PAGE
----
Universal Oscillations?

  • #1
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Main Question or Discussion Point

Hey all,
I was reading up on some discoveries made in cosmology.
http://iopscience.iop.org/1538-3881/149/4/137/
This could easily be due to observational error, but I was wondering whether something such as this is possible in our current models of expansion and dark energy without having to fine-tune the parameters depending on time?
 

Answers and Replies

  • #2
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That was interesting, (for me anyway interesting at the same level as string theories are interesting).
I guess they must go from there to eliminating the liklyhood of observational errors which you mentioned, or also of that irritating fact that random data can include apparent features, corespondancies, subsets, which appear to be self similar for no particular reason.
 
  • #3
Chalnoth
Science Advisor
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Hey all,
I was reading up on some discoveries made in cosmology.
http://iopscience.iop.org/1538-3881/149/4/137/
This could easily be due to observational error, but I was wondering whether something such as this is possible in our current models of expansion and dark energy without having to fine-tune the parameters depending on time?
This kind of idea pops up every once in a while. I can virtually guarantee you that it's just a matter of bad statistical analysis (I can't look at the refereed paper there...do they have an arxiv preprint?).
 
  • #5
Chronos
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  • #6
Chalnoth
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See arxiv.org/abs/1502.06140 for the preprint.
Wow. That's some terrible statistical analysis. From the paper:

A 7 HHz ( ##\pm##1HHz ) signal appeared 272 times or 5.4% ( ##\pm##0.3%) of the time. The 95% confidence interval for these trials is 5.4% ( ##\pm##0.6% ). Next a 7 HHz signal was introduced at 1/10 the noise peak amplitude. 1000 trials were run. A 7 HHz signal level at least twice the noise was seen 52.1% of the time. Thus the likelihood of the dominant signal at 7 HHz being real is approximately 10/1 using this filtering.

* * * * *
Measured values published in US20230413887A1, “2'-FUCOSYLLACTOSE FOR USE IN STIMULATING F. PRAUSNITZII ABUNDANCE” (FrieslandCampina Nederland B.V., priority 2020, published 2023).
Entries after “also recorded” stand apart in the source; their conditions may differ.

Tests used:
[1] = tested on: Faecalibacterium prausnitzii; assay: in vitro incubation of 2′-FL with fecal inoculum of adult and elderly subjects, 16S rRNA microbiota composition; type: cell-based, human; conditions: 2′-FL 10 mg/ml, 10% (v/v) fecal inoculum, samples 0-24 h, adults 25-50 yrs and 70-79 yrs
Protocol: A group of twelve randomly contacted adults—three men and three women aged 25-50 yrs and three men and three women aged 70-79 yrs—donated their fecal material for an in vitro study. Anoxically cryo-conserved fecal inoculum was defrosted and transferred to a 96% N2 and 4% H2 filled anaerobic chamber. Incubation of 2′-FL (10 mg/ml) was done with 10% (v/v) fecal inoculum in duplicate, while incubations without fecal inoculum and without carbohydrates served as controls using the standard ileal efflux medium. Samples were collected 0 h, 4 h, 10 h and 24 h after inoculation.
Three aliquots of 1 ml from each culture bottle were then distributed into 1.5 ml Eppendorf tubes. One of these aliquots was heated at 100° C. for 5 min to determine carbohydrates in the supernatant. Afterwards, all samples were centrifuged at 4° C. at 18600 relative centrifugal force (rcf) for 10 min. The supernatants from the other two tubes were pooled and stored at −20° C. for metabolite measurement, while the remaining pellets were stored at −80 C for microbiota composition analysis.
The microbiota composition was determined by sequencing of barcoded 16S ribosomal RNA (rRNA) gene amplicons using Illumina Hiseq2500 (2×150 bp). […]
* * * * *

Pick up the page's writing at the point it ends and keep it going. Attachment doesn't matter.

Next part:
That's just absurdly incorrect. Taking the ratio of probabilities like that is just completely invalid.

Furthermore, with this kind of analysis, the correct comparison is not to the probability of that specific signal in the simulated data, but instead to the probability of seeing any signal of similar magnitude. They could, for example, have made use of Bayesian evidence to get a handle on just how likely it is to see a pattern of similar strength in their simulated samples. Sadly, statistical inference is not unambiguous: you always have to make assumptions on the probability distributions. But there are wildly incorrect ways of doing it, and this is one.

In addition, the actual probability distribution of the data is generally not going to be Gaussian, and purely Gaussian simulations will tend to underestimate the frequency of spurious signals. So a 2-sigma result like this is almost certainly far less significant than it appears at first glance.
 
  • #7
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A case of looking for something and then finding what you expected?
Cherrypicking?, Confirmation bias?
I have no idea, but I will follow this for a while and see how the discussion develops.
 
  • #8
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Okay,
Judging by your replies I suppose something like this cannot be explained by our current models?
 
  • #9
Chalnoth
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That isn't immediately clear to me. It's conceivable that this could be related to BAO, or to local matter skewing the statistics. But the analysis seems to me to be bad enough that it makes no sense to examine the issue further.
 

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